Rasputin remains one of the most intriguing and least understood figures of modern history. In this vivid and scrupulously researched biography, De Jonge shows that the mad monk of popular legend was neither mad nor a monk, but an example of a starets, the strange, unordained holy men that often arose among the Siberian peasants. Through a mixture of cunning and luck, he penetrated the highest levels of Russian society.
His reputation for effecting miraculous cures won him the confidence of the credulous Czarina, who believed he was the only person who could help her hemophiliac son (apparently he could to some degree, probably psychosomatically). This ability enabled Rasputin to manipulate Alexandra and, through her, the weak-willed and inept Nicholas II.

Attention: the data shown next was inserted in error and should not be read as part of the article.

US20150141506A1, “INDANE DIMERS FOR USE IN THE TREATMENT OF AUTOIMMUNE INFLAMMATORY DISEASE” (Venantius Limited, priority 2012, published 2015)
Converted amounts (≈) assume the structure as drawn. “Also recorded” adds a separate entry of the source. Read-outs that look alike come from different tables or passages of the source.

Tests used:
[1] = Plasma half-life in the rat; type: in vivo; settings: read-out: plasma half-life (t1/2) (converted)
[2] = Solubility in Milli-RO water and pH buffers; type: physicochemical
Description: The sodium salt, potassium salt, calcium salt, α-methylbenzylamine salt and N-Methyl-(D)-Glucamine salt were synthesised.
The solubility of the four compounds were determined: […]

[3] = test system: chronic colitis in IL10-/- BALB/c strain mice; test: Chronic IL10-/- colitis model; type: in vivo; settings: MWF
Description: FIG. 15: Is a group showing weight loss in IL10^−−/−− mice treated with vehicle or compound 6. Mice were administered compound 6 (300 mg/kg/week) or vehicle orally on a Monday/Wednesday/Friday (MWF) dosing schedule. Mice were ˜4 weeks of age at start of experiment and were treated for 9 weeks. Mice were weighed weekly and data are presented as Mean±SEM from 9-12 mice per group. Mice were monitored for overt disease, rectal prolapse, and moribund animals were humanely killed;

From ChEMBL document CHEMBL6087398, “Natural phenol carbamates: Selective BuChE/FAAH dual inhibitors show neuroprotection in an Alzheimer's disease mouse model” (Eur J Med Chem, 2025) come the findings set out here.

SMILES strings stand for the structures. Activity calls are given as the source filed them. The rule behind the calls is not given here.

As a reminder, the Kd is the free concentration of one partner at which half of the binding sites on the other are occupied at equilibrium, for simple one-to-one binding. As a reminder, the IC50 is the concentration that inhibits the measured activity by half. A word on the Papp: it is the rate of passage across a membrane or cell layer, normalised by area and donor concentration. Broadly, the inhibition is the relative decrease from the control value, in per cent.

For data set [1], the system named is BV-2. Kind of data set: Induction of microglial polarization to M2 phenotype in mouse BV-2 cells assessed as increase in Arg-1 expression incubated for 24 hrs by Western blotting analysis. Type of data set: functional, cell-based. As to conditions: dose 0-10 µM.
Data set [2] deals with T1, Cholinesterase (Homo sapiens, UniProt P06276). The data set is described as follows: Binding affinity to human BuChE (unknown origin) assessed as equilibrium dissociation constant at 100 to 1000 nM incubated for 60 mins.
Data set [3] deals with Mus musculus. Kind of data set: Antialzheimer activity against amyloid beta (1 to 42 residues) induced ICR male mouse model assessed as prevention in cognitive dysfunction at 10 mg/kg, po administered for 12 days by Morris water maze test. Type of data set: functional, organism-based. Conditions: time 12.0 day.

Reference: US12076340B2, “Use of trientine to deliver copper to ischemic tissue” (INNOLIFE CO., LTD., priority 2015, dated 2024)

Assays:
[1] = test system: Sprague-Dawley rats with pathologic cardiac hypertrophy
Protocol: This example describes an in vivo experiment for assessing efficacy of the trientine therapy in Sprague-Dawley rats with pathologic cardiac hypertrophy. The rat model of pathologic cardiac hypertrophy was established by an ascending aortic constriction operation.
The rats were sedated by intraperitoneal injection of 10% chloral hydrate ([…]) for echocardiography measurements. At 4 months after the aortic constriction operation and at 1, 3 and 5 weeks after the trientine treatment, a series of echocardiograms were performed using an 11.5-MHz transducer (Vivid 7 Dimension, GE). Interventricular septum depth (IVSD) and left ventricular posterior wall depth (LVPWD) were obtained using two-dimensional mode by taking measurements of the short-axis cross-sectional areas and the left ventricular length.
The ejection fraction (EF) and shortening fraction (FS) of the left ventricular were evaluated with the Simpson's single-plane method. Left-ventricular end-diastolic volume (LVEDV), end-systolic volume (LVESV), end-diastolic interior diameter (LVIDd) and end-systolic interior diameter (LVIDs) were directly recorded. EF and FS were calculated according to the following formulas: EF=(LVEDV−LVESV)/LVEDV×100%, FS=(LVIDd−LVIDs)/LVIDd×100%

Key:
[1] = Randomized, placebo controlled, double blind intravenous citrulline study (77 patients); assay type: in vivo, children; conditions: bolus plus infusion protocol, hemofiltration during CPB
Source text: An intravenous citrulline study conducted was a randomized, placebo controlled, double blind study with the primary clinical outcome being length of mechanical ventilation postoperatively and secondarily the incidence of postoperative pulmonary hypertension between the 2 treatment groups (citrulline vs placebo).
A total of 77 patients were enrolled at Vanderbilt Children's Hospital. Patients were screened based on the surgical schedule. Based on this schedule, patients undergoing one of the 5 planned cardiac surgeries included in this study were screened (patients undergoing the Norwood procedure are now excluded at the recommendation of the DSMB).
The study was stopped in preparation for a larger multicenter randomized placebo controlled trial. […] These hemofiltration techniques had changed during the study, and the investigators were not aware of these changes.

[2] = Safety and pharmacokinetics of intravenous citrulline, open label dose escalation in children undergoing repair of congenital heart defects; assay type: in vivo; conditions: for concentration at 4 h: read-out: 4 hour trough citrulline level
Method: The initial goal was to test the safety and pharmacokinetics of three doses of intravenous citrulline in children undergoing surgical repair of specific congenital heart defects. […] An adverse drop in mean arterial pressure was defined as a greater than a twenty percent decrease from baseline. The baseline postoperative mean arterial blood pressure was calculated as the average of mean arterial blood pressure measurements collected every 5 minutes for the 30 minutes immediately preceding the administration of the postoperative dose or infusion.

The image of a peasant dictating policy, combined with his dissolute private life, helped discredit the Romanov dynasty. There was widespread rejoicing when Felix Yussupov and his cabal murdered Rasputin, but the conspirators struck too late. The monarchy had been irretrievably compromised and revolution was inevitable.
A fascinating study, as entertaining as many novels.